El cisne, by Elisa Monge

By Elisa Monge, 18XX – 1932, Guatemala. English translation by Liz Henry.

El cisne

Era la noche de un hermoso día,
el céfiro nocturno suavemente
movia con su suplo la corriente
que tenue resbalábase a mis pies.

Yo seguí el curso de las blancas aguas,
que en sueltos rizos de nevada espuma,
pasar veía con presteza suma
cual si corrieran uno de otro en pos.

Y luego, poco a poco deslizarse
en la azulada y poética laguna
que brillaba a los rayos de la luna,
como espejo de lúcido esplendor.

La casta Diana desde su alto trono
sonriendo, se veia retratada
en la azul superficie iluminada
por los destellos de su limpia faz.

Y las estrellas con creciente anhelo
en torno de su reina colocadas,
también queriendo verse retratadas,
brillaban reflejando su fulgor.

Las blancas azucenas y los lirios
con su perfume el aire embalsamaba;
y al lago sus corolas inclinaban
refrescando su frente virginal.

En medio de las aguas se mecía
un bello cisne de nevada pluma,
que hundía su cabeza entre la espuma
y con placer volvíala a sacar.

Y luego, con orgullo caminando,
su alabastrino cuello enderezba,
y al compás de las auras entonaba
melancólia y tímida canción.

Ya con garbo salta a las orillas
levantando su frente, majestuoso;
ya su blanco ropaje, presurosos
tendía blandamente en el cristal.

Y ya después, tal vez como cansado,
inclinaba su cuello con dulzura,
y el genio de los sueños, con ternura
lo arrullaba en sus brazos con amor.

¡Cuánto gozaba yo en este paraje,
admirando del cisne la hermosura!
Por eso cada noche con premura
dirigíame allí con ilusión.

Llegó una vez, que con placer buscando
del cisne la elegancia y la belleza,
vi con dolor y sin igual tristeza,
que el ave blanca no se hallaba allí.

No le veía en el tranquilo lago
mecer con gallardía su figura,
tampoco le veía con soltura,
a las orillas rápido saltar.

Al pie de un sauces de frecura lleno
yacia el cisne triste, desmayado,
su plumaje de nieve ensangrentado,
herido por el fiero cazador.

Ya no era el bello y majestuoso cisne
que orgulloso pasaba en la laguna,
ya no los rayos de la blanca luna,
iluminaban su garboso andar.

Era el ave que sola y sin aliento
lanzaba de su pecho dolorido,
último canto que cual un gemido
de su cuello inclinado se escapó.

Era el ave que casi agonizante
olvidando un instante su amargura,
entonó tierno canto con dulzura
y a mis pies tristemente falleció.

Entonces de la luna limpio rayo
iluminó radioso su alba frente,
y los lirios y el sauce suavemente
cubrieron su plumaje con amor.

Y yo, al verlo a mis pies cadáver yerto,
comprendí que del rostro la hermosura
pronto acaba, y que debe la criatura,
la belleza del almsa procurar.

Porque el cuerpo se mucre y se sepulta,
y el alma que se adorna con anhelo,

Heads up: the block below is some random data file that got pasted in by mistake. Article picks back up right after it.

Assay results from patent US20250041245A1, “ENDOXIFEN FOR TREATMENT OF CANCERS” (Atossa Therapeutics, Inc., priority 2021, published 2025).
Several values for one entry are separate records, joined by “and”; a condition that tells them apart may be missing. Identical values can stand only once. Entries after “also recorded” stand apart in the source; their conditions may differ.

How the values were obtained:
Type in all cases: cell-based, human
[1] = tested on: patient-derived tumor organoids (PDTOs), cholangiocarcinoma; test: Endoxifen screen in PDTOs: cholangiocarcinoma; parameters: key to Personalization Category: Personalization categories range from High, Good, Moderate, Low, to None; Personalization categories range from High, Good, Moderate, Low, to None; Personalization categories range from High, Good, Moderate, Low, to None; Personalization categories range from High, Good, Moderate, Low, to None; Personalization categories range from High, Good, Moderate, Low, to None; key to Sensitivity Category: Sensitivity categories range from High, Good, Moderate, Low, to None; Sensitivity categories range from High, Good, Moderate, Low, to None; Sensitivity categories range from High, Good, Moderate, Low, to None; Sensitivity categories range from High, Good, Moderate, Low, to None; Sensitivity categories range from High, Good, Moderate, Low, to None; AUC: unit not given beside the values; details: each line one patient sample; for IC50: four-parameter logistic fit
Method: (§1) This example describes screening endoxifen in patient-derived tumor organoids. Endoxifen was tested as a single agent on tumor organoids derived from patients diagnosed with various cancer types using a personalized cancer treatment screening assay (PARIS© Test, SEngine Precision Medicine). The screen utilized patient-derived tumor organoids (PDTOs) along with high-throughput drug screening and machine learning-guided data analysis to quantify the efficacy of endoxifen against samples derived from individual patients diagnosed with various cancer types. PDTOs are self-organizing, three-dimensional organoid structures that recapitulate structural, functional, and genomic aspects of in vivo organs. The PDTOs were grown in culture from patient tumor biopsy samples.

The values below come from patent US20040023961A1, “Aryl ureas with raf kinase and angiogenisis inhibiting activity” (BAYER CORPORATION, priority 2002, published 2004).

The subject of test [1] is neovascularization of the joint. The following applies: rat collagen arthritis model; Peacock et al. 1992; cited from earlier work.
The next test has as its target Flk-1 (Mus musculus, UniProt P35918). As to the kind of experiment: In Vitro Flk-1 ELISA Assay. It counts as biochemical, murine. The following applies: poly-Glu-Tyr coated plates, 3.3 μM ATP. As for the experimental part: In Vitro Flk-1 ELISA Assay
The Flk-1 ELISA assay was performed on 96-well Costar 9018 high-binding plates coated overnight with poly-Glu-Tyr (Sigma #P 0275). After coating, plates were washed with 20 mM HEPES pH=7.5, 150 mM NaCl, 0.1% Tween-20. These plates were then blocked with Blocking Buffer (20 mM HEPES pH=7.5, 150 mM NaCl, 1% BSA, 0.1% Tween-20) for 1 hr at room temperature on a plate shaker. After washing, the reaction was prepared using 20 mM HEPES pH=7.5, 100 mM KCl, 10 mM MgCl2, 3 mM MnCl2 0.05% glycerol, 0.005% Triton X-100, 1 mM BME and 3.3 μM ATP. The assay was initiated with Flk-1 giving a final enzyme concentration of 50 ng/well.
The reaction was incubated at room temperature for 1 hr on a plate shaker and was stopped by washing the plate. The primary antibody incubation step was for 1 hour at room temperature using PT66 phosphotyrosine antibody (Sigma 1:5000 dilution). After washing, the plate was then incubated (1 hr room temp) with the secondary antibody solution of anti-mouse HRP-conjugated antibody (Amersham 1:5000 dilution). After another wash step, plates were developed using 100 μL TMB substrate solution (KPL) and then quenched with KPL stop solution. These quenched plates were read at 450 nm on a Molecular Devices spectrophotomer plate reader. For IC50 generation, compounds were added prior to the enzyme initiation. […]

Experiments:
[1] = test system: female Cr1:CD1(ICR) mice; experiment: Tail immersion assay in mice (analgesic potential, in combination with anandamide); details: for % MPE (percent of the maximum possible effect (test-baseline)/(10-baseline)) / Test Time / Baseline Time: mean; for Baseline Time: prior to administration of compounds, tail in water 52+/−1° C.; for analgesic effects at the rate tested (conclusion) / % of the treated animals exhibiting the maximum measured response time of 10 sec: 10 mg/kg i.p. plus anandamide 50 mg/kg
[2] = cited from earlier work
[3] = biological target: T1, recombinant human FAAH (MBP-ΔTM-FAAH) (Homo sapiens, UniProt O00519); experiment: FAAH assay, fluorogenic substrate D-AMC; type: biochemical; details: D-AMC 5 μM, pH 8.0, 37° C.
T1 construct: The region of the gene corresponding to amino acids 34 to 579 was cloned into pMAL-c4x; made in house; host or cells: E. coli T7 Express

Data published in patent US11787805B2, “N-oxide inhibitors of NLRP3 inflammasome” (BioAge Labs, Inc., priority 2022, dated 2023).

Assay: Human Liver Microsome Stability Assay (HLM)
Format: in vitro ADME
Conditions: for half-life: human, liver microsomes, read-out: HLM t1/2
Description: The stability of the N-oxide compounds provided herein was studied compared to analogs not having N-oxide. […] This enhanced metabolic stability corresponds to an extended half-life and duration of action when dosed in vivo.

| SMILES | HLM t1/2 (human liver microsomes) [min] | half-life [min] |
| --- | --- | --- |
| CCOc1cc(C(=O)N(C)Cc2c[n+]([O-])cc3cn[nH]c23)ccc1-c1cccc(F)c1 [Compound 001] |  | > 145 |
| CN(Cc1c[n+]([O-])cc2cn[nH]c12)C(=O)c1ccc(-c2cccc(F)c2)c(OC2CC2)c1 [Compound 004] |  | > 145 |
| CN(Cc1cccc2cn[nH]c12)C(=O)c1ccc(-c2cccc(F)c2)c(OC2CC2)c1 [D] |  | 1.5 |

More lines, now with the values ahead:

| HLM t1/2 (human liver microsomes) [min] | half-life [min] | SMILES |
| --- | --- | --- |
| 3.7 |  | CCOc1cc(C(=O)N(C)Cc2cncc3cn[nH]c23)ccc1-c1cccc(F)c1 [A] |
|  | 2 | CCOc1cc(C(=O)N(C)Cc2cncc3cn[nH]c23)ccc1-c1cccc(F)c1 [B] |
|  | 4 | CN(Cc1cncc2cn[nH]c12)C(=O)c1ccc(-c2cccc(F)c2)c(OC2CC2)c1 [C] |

cándida y pura se remonta al cielo
a gozar de la vista de su Dios.

The Swan

It was the evening of a beautiful day,
the noctural zephyr gently
moved with a sigh the rippling waters
that lapped shallow at my feet.

I followed the course of the limpid waters
with its smooth waves of snowy foam,
to pass my gaze with rapid summation
on how it ran from one thing to another.

And then, little by little, it slipped
into the azured and poetic lake
that shone in the rays of the moon
like a mirror of splendid clarity.

Chaste Diana, from her lofty throne
smiling, was seen pictured
in the blue surface that was lit
by the sparkle of her pure face.

And the stars with growing desire
gathered around their queen,
they, too, longed to see her portrait painted;
they shone reflecting her brilliant flame.

The white spikenard and the lilies
with their perfume embalsamed the air;
and inclined their petals to the lake,
refreshing their virginal brows.

In the middle of the waters swayed
a handsome swan of snowy plumage,
that sank his head into the foam
and with pleasure dipped it out again.

And later, walking with pride,
he straightened out his alabaster neck,
and trumpeted to the accompaniment of the winds
his shy melancholy song.

Now with elegance he leaps to the shore
raising his head, quite majestic,
now his white feathers rapidly
extended smoothly into crystal.

And then, later, almost as if exhausted,
he bent his neck sweetly
and the tender spirit of dreams
lulled him to loving sleep in his arms.

How I enjoyed this place,
admiring the swan’s gorgeous beauty!
Because of this, each night, as soon as I could,
I took myself there in imagination.

Another time I went, searching joyously
for the swan’s elegance and beauty;
I beheld with pain and equal sorrow
that the white bird was nowhere to be found.

I didn’t see him in the tranquil lake
swaying his figure with elegant charm,
nor did I see his agile grace
nimbly skipping over the shore.

At the foot of the fresh, full willows,
laid the sad swan, undone,
his snowy plumage bloodied,
wounded by the fierce hunter.

Nevermore would the handsome majestic swan
so proudly pass over the lake,
nevermore would the rays of the silver moon
illuminate his graceful gliding.

It was that bird, who alone and breathless,
pierced through his wounded breast,
let escape a final cry
from his bent neck, like a lament.

It was that bird, who almost dying,
forgetting for an instant his bitter plight,
he trumpted with sweetness a tender song
and at my feet sorrowfully expired.

Then a shining ray of the moon
radiantly lit up his white brow,
and the lilies and the willow softly
showered his plumage with love.

And I, on seeing the corpse laid at my feet,
I understood that beauty would soon pass
from his face, and that all creatures
should search for beauty of soul.

Because the body dies and is buried,
and the soul imbued with longing
honest and pure mounts to heaven
to enjoy the sight of its God.

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